in the world, persons who knew both himself and his father were constantly pointing to the want of resemblance between the two.
The old gentleman was not only devoid of energy, and shiftless, but dull, and these persons were unable to account for the source of his son's ambition and his intellectual superiority over other men. Hence the charge so often made in Kentucky
that Mr. Lincoln
was in reality the offspring of a Hardin or a Marshall, or that he had in his veins the blood of some of the noted families who held social and intellectual sway in the western part of the State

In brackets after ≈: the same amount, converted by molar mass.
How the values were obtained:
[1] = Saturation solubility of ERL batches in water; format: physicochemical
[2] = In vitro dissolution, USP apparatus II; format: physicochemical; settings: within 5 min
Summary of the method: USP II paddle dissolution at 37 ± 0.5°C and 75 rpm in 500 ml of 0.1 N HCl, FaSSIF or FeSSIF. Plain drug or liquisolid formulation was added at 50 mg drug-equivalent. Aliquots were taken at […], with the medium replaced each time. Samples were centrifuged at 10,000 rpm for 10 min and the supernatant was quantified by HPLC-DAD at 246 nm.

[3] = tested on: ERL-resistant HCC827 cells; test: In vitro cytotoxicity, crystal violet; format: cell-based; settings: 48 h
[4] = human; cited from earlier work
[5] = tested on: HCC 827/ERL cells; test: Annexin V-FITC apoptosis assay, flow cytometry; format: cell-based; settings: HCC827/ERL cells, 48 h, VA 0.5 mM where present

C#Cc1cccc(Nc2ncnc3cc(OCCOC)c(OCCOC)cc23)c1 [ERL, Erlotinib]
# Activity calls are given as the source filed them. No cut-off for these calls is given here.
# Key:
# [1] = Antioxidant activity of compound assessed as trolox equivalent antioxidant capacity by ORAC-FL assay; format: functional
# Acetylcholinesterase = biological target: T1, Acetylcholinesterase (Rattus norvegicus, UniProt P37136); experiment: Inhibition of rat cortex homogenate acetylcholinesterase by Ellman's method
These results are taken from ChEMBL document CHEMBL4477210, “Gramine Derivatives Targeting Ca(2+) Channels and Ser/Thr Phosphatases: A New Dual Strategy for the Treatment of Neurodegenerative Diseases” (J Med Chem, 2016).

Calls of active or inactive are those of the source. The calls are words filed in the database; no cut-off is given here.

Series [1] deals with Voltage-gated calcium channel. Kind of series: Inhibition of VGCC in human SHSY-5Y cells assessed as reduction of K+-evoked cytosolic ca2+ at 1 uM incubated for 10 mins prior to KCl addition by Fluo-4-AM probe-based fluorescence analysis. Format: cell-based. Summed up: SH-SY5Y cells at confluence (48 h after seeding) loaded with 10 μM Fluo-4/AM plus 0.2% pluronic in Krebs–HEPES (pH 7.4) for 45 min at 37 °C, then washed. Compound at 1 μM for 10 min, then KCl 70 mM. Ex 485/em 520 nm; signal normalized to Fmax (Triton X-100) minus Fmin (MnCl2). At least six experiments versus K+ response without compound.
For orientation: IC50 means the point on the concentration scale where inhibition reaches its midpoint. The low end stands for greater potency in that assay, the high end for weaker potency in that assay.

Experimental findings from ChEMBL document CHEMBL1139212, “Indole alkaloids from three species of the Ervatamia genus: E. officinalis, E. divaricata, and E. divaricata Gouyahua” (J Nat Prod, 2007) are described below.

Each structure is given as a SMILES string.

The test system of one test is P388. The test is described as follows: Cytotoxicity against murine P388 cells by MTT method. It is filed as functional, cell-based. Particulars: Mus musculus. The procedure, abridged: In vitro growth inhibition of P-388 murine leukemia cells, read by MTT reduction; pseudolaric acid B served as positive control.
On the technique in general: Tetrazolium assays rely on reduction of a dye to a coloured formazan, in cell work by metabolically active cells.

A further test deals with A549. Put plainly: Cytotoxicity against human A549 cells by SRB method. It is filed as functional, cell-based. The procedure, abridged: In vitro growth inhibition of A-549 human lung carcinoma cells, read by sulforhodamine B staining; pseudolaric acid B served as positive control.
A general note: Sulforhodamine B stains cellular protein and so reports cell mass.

These serious hints were the outgrowth of the campaign of 1860, which was conducted with such unrelenting prejudice in Kentucky
that in the county where Lincoln
was born only six persons could be found who had the courage to vote for him.1
I remember that after his nomination for